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Russian draft law proposes anonymity for some Crimea investors wary of sanctions

MOSCOW, Feb 3 (Reuters) - Russia’s Economy Ministry said on Wednesday it had drawn up legislation designed to boost investment in the annexed Crimea peninsula, including by granting anonymity to some investors to try to shield them from the threat of Western sanctions.

The bill, if approved, would allow Russians making capital investments of more than 150 million roubles ($1.97 million) in Crimea to keep their personal information confidential.

Russia annexed Crimea from Ukraine in 2014 and backed a pro-Russian insurgency in eastern Ukraine, prompting a flurry of economic sanctions from Western countries.

U.S. and European Union sanctions bar American and European citizens and companies from investing in Crimea, making it risky or even impossible for major international companies to do business on the peninsula.

Russian authorities have invested heavily in linking the peninsula to southern Russia, including by building a road and rail bridge. But the region’s economy remains fragile and is heavily dependent on tourism, which has been hit hard by the coronavirus pandemic.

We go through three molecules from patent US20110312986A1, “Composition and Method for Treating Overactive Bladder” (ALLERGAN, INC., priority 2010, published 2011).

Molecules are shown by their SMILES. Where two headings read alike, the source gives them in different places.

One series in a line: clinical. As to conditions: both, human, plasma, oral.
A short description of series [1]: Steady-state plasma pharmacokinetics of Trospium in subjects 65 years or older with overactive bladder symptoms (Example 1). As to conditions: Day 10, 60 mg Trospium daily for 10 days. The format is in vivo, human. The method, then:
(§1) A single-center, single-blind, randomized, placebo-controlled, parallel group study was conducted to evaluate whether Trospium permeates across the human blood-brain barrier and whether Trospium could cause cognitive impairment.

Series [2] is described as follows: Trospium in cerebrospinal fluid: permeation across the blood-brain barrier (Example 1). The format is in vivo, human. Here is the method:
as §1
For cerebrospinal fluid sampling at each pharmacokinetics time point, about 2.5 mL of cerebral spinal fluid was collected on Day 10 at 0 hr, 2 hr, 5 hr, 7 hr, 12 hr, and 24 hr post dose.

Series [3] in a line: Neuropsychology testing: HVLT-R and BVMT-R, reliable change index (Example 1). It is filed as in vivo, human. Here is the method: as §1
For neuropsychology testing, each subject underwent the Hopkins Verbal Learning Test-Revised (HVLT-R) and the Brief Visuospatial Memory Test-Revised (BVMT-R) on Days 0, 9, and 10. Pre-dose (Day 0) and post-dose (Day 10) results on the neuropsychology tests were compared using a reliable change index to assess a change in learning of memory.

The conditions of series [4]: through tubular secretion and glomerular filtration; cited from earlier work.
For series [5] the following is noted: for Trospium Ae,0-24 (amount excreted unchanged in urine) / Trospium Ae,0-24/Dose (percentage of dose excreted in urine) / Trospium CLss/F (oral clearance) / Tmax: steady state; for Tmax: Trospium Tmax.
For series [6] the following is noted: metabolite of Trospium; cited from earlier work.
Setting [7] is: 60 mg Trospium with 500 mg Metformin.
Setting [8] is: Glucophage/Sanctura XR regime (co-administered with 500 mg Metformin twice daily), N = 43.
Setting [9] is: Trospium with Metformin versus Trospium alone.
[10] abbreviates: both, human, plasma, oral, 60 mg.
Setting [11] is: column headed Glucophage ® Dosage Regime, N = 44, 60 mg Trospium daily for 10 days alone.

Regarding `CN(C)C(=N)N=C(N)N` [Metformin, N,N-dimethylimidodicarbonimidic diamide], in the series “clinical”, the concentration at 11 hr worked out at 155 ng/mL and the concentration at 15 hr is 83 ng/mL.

In an explanatory note, the ministry said the draft legislation aimed to accelerate the socio-economic development of Crimea by making it more attractive to investment.

Deputy Economy Minister Ilya Torosov said the proposed legislation “takes into account the region’s special geopolitical position”.

In order to pass, the draft legislation would have to be backed in three readings in the lower house of parliament, approved by the upper house and signed into law by President Vladimir Putin. ($1 = 76.1900 roubles) (Reporting by Darya Korsunskaya; Writing by Gabrielle Tétrault-Farber; Editing by Timothy Heritage)

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